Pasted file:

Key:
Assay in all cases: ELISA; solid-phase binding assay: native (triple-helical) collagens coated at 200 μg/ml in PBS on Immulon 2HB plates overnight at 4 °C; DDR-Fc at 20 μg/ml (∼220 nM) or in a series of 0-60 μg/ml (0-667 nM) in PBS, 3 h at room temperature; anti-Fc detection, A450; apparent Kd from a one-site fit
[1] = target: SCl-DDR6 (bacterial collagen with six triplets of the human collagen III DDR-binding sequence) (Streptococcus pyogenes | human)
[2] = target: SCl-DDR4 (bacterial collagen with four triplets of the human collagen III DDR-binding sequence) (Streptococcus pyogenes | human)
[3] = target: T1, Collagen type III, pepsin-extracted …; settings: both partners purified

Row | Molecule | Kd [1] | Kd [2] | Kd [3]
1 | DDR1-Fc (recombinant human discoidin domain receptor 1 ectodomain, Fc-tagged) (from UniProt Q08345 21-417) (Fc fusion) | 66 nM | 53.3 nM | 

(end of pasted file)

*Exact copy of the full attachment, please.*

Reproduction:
Key:
Assay in all cases: ELISA; solid-phase binding assay: native (triple-helical) collagens coated at 200 μg/ml in PBS on Immulon 2HB plates overnight at 4 °C; DDR-Fc at 20 μg/ml (∼220 nM) or in a series of 0-60 μg/ml (0-667 nM) in PBS, 3 h at room temperature; anti-Fc detection, A450; apparent Kd from a one-site fit
[1] = target: SCl-DDR6 (bacterial collagen with six triplets of the human collagen III DDR-binding sequence) (Streptococcus pyogenes | human)
[2] = target: SCl-DDR4 (bacterial collagen with four triplets of the human collagen III DDR-binding sequence) (Streptococcus pyogenes | human)
[3] = target: T1, Collagen type III, pepsin-extracted …; settings: both partners purified

Row | Molecule | Kd [1] | Kd [2] | Kd [3]
1 | DDR1-Fc (recombinant human discoidin domain receptor 1 ectodomain, Fc-tagged) (from UniProt Q08345 21-417) (Fc fusion) | 66 nM | 53.3 nM | 